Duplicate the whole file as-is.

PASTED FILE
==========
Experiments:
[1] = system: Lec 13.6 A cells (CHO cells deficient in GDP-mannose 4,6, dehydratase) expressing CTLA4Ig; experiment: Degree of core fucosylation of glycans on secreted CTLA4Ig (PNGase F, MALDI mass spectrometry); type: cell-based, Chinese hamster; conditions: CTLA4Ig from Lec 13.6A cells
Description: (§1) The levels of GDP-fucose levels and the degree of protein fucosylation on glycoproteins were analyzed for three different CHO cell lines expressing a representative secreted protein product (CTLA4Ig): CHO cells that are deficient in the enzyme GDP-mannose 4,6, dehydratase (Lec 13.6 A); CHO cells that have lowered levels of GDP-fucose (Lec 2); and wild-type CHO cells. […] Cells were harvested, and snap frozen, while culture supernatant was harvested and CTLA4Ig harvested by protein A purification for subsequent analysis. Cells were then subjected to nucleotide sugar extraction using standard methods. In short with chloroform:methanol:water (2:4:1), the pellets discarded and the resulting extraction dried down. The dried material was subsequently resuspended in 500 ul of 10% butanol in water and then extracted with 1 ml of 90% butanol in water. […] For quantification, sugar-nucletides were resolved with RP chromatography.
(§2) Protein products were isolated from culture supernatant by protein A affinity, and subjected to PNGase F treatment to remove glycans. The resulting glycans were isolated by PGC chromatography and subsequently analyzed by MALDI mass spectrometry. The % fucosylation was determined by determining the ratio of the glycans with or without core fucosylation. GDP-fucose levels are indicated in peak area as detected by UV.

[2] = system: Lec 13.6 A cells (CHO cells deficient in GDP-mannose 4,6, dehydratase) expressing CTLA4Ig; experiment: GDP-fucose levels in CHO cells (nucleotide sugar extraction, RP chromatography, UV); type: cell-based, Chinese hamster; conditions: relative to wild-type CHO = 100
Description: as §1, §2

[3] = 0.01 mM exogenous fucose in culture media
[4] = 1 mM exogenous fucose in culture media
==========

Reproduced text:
Experiments:
[1] = system: Lec 13.6 A cells (CHO cells deficient in GDP-mannose 4,6, dehydratase) expressing CTLA4Ig; experiment: Degree of core fucosylation of glycans on secreted CTLA4Ig (PNGase F, MALDI mass spectrometry); type: cell-based, Chinese hamster; conditions: CTLA4Ig from Lec 13.6A cells
Description: (§1) The levels of GDP-fucose levels and the degree of protein fucosylation on glycoproteins were analyzed for three different CHO cell lines expressing a representative secreted protein product (CTLA4Ig): CHO cells that are deficient in the enzyme GDP-mannose 4,6, dehydratase (Lec 13.6 A); CHO cells that have lowered levels of GDP-fucose (Lec 2); and wild-type CHO cells. […] Cells were harvested, and snap frozen, while culture supernatant was harvested and CTLA4Ig harvested by protein A purification for subsequent analysis. Cells were then subjected to nucleotide sugar extraction using standard methods. In short with chloroform:methanol:water (2:4:1), the pellets discarded and the resulting extraction dried down. The dried material was subsequently resuspended in 500 ul of 10% butanol in water and then extracted with 1 ml of 90% butanol in water. […] For quantification, sugar-nucletides were resolved with RP chromatography.
(§2) Protein products were isolated from culture supernatant by protein A affinity, and subjected to PNGase F treatment to remove glycans. The resulting glycans were isolated by PGC chromatography and subsequently analyzed by MALDI mass spectrometry. The % fucosylation was determined by determining the ratio of the glycans with or without core fucosylation. GDP-fucose levels are indicated in peak area as detected by UV.

[2] = system: Lec 13.6 A cells (CHO cells deficient in GDP-mannose 4,6, dehydratase) expressing CTLA4Ig; experiment: GDP-fucose levels in CHO cells (nucleotide sugar extraction, RP chromatography, UV); type: cell-based, Chinese hamster; conditions: relative to wild-type CHO = 100
Description: as §1, §2

[3] = 0.01 mM exogenous fucose in culture media
[4] = 1 mM exogenous fucose in culture media